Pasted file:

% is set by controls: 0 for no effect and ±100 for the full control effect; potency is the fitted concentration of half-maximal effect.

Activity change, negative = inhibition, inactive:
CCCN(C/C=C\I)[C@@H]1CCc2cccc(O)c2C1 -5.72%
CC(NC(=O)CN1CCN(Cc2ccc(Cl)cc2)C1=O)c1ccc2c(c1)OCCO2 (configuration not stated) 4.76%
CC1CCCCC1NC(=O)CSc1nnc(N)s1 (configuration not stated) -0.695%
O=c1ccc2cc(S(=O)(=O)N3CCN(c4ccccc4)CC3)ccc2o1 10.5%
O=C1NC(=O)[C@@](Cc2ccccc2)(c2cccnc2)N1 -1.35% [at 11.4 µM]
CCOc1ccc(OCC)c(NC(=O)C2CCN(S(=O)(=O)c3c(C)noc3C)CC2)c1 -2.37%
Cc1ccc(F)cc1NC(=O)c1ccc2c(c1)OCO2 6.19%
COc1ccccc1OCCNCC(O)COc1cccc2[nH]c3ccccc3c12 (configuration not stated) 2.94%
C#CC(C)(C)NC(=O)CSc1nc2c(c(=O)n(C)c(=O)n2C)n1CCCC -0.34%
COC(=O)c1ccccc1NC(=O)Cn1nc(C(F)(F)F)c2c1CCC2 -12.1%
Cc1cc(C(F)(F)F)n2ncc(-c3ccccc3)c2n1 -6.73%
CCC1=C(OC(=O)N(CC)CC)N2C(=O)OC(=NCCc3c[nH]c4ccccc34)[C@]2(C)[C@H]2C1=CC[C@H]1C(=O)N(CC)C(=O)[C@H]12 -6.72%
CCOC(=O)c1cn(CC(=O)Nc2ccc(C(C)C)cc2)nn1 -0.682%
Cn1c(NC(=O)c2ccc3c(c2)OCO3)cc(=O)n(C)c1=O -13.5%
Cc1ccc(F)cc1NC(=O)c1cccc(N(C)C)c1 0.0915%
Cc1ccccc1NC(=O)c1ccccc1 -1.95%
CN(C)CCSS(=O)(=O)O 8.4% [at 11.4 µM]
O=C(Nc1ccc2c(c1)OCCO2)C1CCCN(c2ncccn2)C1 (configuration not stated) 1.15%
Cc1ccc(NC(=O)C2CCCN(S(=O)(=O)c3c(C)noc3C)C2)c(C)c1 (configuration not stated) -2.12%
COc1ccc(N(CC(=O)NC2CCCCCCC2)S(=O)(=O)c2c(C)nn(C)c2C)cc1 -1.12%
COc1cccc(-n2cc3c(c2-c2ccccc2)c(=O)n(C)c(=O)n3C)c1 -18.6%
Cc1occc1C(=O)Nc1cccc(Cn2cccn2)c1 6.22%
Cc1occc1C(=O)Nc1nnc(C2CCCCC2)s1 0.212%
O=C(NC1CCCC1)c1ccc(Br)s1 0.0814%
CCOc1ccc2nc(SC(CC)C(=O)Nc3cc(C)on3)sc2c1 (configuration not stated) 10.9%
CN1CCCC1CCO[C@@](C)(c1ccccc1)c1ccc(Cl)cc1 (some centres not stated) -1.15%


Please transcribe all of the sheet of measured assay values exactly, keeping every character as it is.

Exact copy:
% is set by controls: 0 for no effect and ±100 for the full control effect; potency is the fitted concentration of half-maximal effect.

Activity change, negative = inhibition, inactive:
CCCN(C/C=C\I)[C@@H]1CCc2cccc(O)c2C1 -5.72%
CC(NC(=O)CN1CCN(Cc2ccc(Cl)cc2)C1=O)c1ccc2c(c1)OCCO2 (configuration not stated) 4.76%
CC1CCCCC1NC(=O)CSc1nnc(N)s1 (configuration not stated) -0.695%
O=c1ccc2cc(S(=O)(=O)N3CCN(c4ccccc4)CC3)ccc2o1 10.5%
O=C1NC(=O)[C@@](Cc2ccccc2)(c2cccnc2)N1 -1.35% [at 11.4 µM]
CCOc1ccc(OCC)c(NC(=O)C2CCN(S(=O)(=O)c3c(C)noc3C)CC2)c1 -2.37%
Cc1ccc(F)cc1NC(=O)c1ccc2c(c1)OCO2 6.19%
COc1ccccc1OCCNCC(O)COc1cccc2[nH]c3ccccc3c12 (configuration not stated) 2.94%
C#CC(C)(C)NC(=O)CSc1nc2c(c(=O)n(C)c(=O)n2C)n1CCCC -0.34%
COC(=O)c1ccccc1NC(=O)Cn1nc(C(F)(F)F)c2c1CCC2 -12.1%
Cc1cc(C(F)(F)F)n2ncc(-c3ccccc3)c2n1 -6.73%
CCC1=C(OC(=O)N(CC)CC)N2C(=O)OC(=NCCc3c[nH]c4ccccc34)[C@]2(C)[C@H]2C1=CC[C@H]1C(=O)N(CC)C(=O)[C@H]12 -6.72%
CCOC(=O)c1cn(CC(=O)Nc2ccc(C(C)C)cc2)nn1 -0.682%
Cn1c(NC(=O)c2ccc3c(c2)OCO3)cc(=O)n(C)c1=O -13.5%
Cc1ccc(F)cc1NC(=O)c1cccc(N(C)C)c1 0.0915%
Cc1ccccc1NC(=O)c1ccccc1 -1.95%
CN(C)CCSS(=O)(=O)O 8.4% [at 11.4 µM]
O=C(Nc1ccc2c(c1)OCCO2)C1CCCN(c2ncccn2)C1 (configuration not stated) 1.15%
Cc1ccc(NC(=O)C2CCCN(S(=O)(=O)c3c(C)noc3C)C2)c(C)c1 (configuration not stated) -2.12%
COc1ccc(N(CC(=O)NC2CCCCCCC2)S(=O)(=O)c2c(C)nn(C)c2C)cc1 -1.12%
COc1cccc(-n2cc3c(c2-c2ccccc2)c(=O)n(C)c(=O)n3C)c1 -18.6%
Cc1occc1C(=O)Nc1cccc(Cn2cccn2)c1 6.22%
Cc1occc1C(=O)Nc1nnc(C2CCCCC2)s1 0.212%
O=C(NC1CCCC1)c1ccc(Br)s1 0.0814%
CCOc1ccc2nc(SC(CC)C(=O)Nc3cc(C)on3)sc2c1 (configuration not stated) 10.9%
CN1CCCC1CCO[C@@](C)(c1ccccc1)c1ccc(Cl)cc1 (some centres not stated) -1.15%